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  • Writer's pictureEvan Kirkpatrick

Have a Plan - But Why? (Fundamentals of Business #3)

Plans are important.  Jumping in without a plan will most likely spell disaster for a new business. The processing of planning can help you find your strengths, avoid your weaknesses, and build up your confidence in what you’re about to do.

Now, it’s very important to realize two big things that a business plan is not:

  1. A plan isn’t magic. Planning can’t make the impossible happen. You can’t scheme your way out of reality.  A plan needs to have realistic assumptions about yourself, your clients, and your market.

  2. A plan isn’t foolproof. Just because you have a sound plan doesn’t mean that everything will turn out that way. There could be mistaken assumptions or unexpected events that invalidate parts of the plan. You can also get into the business and realize that you want to take a slightly different direction. A plan is a guide, it’s not a contract.

Well, if my plan is going to get thrown out anyway, what’s the point? Well, there’re a few major benefits you get from the planning process:

  1. A plan will make you think. Having to write everything down makes you think about the business as a whole and also about all the steps you will have to take in order to get to success. If you approach the process openly and honestly, it will unmask some of your fears and the areas that you haven’t fully considered about what you are about to get into.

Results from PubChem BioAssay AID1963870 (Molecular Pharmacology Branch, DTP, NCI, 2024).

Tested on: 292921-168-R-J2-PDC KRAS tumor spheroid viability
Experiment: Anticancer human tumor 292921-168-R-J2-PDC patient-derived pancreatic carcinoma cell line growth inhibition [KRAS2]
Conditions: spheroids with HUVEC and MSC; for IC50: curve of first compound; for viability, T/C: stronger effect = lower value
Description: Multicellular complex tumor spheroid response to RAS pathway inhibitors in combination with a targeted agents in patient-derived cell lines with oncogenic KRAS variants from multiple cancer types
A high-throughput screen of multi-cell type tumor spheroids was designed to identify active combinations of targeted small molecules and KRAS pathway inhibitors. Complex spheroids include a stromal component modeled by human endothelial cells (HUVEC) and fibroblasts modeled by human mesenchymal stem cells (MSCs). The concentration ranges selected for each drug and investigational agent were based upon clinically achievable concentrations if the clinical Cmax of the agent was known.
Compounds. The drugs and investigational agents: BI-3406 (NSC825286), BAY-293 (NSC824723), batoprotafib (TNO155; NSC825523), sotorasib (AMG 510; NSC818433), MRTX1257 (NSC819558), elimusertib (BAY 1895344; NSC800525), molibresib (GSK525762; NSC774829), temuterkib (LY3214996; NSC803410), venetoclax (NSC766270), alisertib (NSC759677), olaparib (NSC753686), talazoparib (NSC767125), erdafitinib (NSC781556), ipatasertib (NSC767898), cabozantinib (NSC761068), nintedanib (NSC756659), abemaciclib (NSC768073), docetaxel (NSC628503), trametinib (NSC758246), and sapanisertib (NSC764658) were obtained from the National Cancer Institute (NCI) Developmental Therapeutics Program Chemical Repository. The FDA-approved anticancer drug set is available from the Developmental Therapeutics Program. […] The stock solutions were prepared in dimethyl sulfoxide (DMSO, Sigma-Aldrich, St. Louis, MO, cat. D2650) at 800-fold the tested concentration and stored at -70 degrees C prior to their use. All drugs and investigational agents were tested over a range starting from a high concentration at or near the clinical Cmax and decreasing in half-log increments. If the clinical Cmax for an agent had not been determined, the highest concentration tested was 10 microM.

2. A plan gives you something to discuss with others. It’s typically easier to frame a discussion about your business, its goals, finances, and objectives when you have it more fleshed out than just your own thoughts. People you work with can take the time to read your words and look at your numbers and then come back to talk about their take.

  3. A plan lets you be accountable. Your plan gives you something to look back on at different points in the future, to let you assess if you are meeting your goals and doing the work you should be, and if you need to make course corrections. Most small businesses lack easy bases of comparison; your own plan can help you have at least something objective to look at when you need to check your status.

​Going in without a plan is driving without mirrors; you may be okay for a while, but something bad is bound to happen eventually. Next time, we’ll talk about the actual planning process and how to make something you can use.

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